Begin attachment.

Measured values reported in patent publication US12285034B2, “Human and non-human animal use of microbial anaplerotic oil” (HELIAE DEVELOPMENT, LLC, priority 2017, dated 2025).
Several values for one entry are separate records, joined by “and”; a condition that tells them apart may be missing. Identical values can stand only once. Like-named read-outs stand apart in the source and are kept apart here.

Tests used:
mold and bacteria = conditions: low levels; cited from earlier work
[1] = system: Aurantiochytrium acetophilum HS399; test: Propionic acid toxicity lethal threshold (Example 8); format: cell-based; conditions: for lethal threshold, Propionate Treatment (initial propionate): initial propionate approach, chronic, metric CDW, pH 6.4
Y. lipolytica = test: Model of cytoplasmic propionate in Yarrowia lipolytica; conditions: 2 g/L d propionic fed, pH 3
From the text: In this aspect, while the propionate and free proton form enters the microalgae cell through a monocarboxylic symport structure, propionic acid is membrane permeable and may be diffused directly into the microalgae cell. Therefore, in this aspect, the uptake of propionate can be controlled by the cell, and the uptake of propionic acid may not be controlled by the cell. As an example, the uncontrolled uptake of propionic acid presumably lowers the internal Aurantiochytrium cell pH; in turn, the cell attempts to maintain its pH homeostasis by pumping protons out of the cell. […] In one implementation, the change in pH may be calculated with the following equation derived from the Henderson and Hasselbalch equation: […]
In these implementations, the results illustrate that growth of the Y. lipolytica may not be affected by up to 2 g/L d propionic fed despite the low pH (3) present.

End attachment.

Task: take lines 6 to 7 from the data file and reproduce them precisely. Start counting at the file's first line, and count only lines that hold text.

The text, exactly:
Y. lipolytica = test: Model of cytoplasmic propionate in Yarrowia lipolytica; conditions: 2 g/L d propionic fed, pH 3
From the text: In this aspect, while the propionate and free proton form enters the microalgae cell through a monocarboxylic symport structure, propionic acid is membrane permeable and may be diffused directly into the microalgae cell. Therefore, in this aspect, the uptake of propionate can be controlled by the cell, and the uptake of propionic acid may not be controlled by the cell. As an example, the uncontrolled uptake of propionic acid presumably lowers the internal Aurantiochytrium cell pH; in turn, the cell attempts to maintain its pH homeostasis by pumping protons out of the cell. […] In one implementation, the change in pH may be calculated with the following equation derived from the Henderson and Hasselbalch equation: […]